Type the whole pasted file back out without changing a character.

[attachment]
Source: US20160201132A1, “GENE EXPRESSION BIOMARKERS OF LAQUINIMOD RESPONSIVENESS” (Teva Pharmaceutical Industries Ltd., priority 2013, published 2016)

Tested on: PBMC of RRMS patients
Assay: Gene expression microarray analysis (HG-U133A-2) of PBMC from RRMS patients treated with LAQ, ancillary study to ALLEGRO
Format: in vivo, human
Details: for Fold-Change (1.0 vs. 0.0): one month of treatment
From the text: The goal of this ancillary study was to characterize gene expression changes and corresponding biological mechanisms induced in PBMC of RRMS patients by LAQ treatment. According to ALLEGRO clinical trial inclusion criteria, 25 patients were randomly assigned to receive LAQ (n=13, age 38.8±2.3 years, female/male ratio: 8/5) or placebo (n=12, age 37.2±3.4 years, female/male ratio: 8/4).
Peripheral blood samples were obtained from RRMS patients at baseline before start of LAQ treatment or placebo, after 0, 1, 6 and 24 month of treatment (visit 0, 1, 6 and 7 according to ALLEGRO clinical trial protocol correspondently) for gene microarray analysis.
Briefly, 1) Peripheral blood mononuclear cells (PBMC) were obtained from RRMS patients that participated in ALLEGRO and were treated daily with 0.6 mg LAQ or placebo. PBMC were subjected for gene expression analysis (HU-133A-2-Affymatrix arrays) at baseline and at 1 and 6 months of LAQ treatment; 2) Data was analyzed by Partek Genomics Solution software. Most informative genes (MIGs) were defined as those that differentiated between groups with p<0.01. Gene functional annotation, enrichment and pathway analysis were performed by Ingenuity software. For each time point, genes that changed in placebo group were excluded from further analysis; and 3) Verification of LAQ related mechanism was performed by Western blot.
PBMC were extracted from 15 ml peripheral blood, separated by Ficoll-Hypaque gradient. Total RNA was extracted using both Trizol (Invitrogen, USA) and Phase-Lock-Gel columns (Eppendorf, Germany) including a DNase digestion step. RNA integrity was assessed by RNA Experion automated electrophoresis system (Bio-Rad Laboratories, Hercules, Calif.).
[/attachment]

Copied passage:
Source: US20160201132A1, “GENE EXPRESSION BIOMARKERS OF LAQUINIMOD RESPONSIVENESS” (Teva Pharmaceutical Industries Ltd., priority 2013, published 2016)

Tested on: PBMC of RRMS patients
Assay: Gene expression microarray analysis (HG-U133A-2) of PBMC from RRMS patients treated with LAQ, ancillary study to ALLEGRO
Format: in vivo, human
Details: for Fold-Change (1.0 vs. 0.0): one month of treatment
From the text: The goal of this ancillary study was to characterize gene expression changes and corresponding biological mechanisms induced in PBMC of RRMS patients by LAQ treatment. According to ALLEGRO clinical trial inclusion criteria, 25 patients were randomly assigned to receive LAQ (n=13, age 38.8±2.3 years, female/male ratio: 8/5) or placebo (n=12, age 37.2±3.4 years, female/male ratio: 8/4).
Peripheral blood samples were obtained from RRMS patients at baseline before start of LAQ treatment or placebo, after 0, 1, 6 and 24 month of treatment (visit 0, 1, 6 and 7 according to ALLEGRO clinical trial protocol correspondently) for gene microarray analysis.
Briefly, 1) Peripheral blood mononuclear cells (PBMC) were obtained from RRMS patients that participated in ALLEGRO and were treated daily with 0.6 mg LAQ or placebo. PBMC were subjected for gene expression analysis (HU-133A-2-Affymatrix arrays) at baseline and at 1 and 6 months of LAQ treatment; 2) Data was analyzed by Partek Genomics Solution software. Most informative genes (MIGs) were defined as those that differentiated between groups with p<0.01. Gene functional annotation, enrichment and pathway analysis were performed by Ingenuity software. For each time point, genes that changed in placebo group were excluded from further analysis; and 3) Verification of LAQ related mechanism was performed by Western blot.
PBMC were extracted from 15 ml peripheral blood, separated by Ficoll-Hypaque gradient. Total RNA was extracted using both Trizol (Invitrogen, USA) and Phase-Lock-Gel columns (Eppendorf, Germany) including a DNase digestion step. RNA integrity was assessed by RNA Experion automated electrophoresis system (Bio-Rad Laboratories, Hercules, Calif.).